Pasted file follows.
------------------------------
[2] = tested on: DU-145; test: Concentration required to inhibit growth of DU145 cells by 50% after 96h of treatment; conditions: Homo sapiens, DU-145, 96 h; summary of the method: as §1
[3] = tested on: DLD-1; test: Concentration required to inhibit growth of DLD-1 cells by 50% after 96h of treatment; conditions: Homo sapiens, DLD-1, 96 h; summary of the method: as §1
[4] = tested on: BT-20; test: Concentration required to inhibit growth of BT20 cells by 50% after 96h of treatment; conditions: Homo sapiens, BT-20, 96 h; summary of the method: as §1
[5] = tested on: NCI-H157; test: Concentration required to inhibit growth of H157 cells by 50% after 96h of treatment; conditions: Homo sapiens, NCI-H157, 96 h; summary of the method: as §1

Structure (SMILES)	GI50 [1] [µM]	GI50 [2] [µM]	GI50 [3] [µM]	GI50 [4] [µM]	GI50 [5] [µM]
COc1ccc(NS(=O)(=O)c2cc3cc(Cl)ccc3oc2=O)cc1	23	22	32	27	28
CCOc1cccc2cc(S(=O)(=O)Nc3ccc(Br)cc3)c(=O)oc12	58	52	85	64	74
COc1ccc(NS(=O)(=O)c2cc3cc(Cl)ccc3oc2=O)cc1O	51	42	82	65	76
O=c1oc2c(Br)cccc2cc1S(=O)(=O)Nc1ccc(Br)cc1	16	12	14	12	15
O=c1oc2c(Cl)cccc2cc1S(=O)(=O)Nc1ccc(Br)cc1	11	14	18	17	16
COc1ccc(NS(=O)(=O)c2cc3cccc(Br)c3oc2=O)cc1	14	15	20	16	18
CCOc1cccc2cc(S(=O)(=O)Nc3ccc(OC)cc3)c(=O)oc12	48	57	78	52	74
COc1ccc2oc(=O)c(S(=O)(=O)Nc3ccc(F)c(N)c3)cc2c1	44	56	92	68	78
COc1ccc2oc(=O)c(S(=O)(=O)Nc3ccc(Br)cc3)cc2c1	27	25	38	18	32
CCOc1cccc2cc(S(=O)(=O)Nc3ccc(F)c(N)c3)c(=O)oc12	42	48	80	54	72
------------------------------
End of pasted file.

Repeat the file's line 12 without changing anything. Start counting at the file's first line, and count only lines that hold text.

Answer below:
CCOc1cccc2cc(S(=O)(=O)Nc3ccc(OC)cc3)c(=O)oc12	48	57	78	52	74